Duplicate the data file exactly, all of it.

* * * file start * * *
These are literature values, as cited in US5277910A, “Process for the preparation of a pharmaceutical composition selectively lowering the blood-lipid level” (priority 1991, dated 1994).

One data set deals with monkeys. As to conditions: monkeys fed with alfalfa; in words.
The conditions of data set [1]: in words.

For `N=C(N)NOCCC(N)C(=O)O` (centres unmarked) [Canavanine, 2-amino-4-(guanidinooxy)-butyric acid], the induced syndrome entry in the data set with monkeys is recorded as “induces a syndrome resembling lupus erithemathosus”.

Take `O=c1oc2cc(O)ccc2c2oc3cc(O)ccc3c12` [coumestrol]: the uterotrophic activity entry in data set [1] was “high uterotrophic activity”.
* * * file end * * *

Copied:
These are literature values, as cited in US5277910A, “Process for the preparation of a pharmaceutical composition selectively lowering the blood-lipid level” (priority 1991, dated 1994).

One data set deals with monkeys. As to conditions: monkeys fed with alfalfa; in words.
The conditions of data set [1]: in words.

For `N=C(N)NOCCC(N)C(=O)O` (centres unmarked) [Canavanine, 2-amino-4-(guanidinooxy)-butyric acid], the induced syndrome entry in the data set with monkeys is recorded as “induces a syndrome resembling lupus erithemathosus”.

Take `O=c1oc2cc(O)ccc2c2oc3cc(O)ccc3c12` [coumestrol]: the uterotrophic activity entry in data set [1] was “high uterotrophic activity”.